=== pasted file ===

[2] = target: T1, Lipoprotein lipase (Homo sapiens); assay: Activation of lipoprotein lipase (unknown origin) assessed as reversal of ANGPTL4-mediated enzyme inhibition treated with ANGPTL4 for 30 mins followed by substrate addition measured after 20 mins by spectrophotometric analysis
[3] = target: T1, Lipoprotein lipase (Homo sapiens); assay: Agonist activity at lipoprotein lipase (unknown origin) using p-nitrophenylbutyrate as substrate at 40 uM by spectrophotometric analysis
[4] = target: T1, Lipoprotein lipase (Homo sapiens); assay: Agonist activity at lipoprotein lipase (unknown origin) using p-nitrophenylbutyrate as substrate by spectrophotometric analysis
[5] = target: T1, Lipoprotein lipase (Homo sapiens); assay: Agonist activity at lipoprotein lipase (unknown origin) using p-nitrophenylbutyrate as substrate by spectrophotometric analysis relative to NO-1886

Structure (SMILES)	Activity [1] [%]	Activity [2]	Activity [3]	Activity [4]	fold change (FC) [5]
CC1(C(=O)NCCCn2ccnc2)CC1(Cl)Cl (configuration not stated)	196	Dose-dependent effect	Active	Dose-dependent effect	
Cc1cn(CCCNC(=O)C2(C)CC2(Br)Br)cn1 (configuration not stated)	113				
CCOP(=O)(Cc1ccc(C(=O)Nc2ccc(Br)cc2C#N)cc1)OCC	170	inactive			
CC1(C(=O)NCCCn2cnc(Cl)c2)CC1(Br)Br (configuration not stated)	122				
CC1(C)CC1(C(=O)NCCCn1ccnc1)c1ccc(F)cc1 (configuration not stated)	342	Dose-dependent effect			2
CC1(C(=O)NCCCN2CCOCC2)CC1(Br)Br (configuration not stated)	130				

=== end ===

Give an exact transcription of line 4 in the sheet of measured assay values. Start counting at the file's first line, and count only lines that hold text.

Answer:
[5] = target: T1, Lipoprotein lipase (Homo sapiens); assay: Agonist activity at lipoprotein lipase (unknown origin) using p-nitrophenylbutyrate as substrate by spectrophotometric analysis relative to NO-1886